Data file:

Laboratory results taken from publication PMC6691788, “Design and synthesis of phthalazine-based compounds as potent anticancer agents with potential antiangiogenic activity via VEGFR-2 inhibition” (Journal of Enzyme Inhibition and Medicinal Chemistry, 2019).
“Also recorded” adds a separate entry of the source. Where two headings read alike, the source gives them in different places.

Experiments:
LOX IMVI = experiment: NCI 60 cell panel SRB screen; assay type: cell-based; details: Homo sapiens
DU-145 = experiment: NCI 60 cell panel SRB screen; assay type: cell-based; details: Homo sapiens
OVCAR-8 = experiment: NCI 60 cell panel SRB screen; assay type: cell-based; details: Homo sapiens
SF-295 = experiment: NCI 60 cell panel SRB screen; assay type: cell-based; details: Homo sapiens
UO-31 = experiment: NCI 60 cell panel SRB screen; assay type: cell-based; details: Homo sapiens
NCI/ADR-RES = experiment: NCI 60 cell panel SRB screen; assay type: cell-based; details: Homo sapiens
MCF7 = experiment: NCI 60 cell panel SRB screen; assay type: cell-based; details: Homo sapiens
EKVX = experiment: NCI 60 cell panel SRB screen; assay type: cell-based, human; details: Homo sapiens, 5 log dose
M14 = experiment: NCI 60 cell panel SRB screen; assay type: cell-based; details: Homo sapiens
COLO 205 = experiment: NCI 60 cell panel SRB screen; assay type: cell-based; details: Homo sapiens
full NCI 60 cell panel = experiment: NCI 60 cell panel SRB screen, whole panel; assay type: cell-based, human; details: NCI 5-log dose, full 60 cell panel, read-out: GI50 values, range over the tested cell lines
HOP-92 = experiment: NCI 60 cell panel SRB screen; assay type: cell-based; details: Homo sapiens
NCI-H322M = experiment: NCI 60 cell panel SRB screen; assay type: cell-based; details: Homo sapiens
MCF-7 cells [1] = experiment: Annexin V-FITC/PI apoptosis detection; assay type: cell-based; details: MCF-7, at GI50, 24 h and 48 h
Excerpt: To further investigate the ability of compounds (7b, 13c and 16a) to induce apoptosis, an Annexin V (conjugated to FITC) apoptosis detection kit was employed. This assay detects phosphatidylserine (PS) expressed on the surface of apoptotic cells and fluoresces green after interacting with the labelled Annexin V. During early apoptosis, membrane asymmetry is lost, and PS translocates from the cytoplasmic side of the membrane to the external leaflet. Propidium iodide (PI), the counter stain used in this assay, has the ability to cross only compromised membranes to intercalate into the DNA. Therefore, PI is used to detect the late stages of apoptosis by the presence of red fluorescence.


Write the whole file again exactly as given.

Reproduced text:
Laboratory results taken from publication PMC6691788, “Design and synthesis of phthalazine-based compounds as potent anticancer agents with potential antiangiogenic activity via VEGFR-2 inhibition” (Journal of Enzyme Inhibition and Medicinal Chemistry, 2019).
“Also recorded” adds a separate entry of the source. Where two headings read alike, the source gives them in different places.

Experiments:
LOX IMVI = experiment: NCI 60 cell panel SRB screen; assay type: cell-based; details: Homo sapiens
DU-145 = experiment: NCI 60 cell panel SRB screen; assay type: cell-based; details: Homo sapiens
OVCAR-8 = experiment: NCI 60 cell panel SRB screen; assay type: cell-based; details: Homo sapiens
SF-295 = experiment: NCI 60 cell panel SRB screen; assay type: cell-based; details: Homo sapiens
UO-31 = experiment: NCI 60 cell panel SRB screen; assay type: cell-based; details: Homo sapiens
NCI/ADR-RES = experiment: NCI 60 cell panel SRB screen; assay type: cell-based; details: Homo sapiens
MCF7 = experiment: NCI 60 cell panel SRB screen; assay type: cell-based; details: Homo sapiens
EKVX = experiment: NCI 60 cell panel SRB screen; assay type: cell-based, human; details: Homo sapiens, 5 log dose
M14 = experiment: NCI 60 cell panel SRB screen; assay type: cell-based; details: Homo sapiens
COLO 205 = experiment: NCI 60 cell panel SRB screen; assay type: cell-based; details: Homo sapiens
full NCI 60 cell panel = experiment: NCI 60 cell panel SRB screen, whole panel; assay type: cell-based, human; details: NCI 5-log dose, full 60 cell panel, read-out: GI50 values, range over the tested cell lines
HOP-92 = experiment: NCI 60 cell panel SRB screen; assay type: cell-based; details: Homo sapiens
NCI-H322M = experiment: NCI 60 cell panel SRB screen; assay type: cell-based; details: Homo sapiens
MCF-7 cells [1] = experiment: Annexin V-FITC/PI apoptosis detection; assay type: cell-based; details: MCF-7, at GI50, 24 h and 48 h
Excerpt: To further investigate the ability of compounds (7b, 13c and 16a) to induce apoptosis, an Annexin V (conjugated to FITC) apoptosis detection kit was employed. This assay detects phosphatidylserine (PS) expressed on the surface of apoptotic cells and fluoresces green after interacting with the labelled Annexin V. During early apoptosis, membrane asymmetry is lost, and PS translocates from the cytoplasmic side of the membrane to the external leaflet. Propidium iodide (PI), the counter stain used in this assay, has the ability to cross only compromised membranes to intercalate into the DNA. Therefore, PI is used to detect the late stages of apoptosis by the presence of red fluorescence.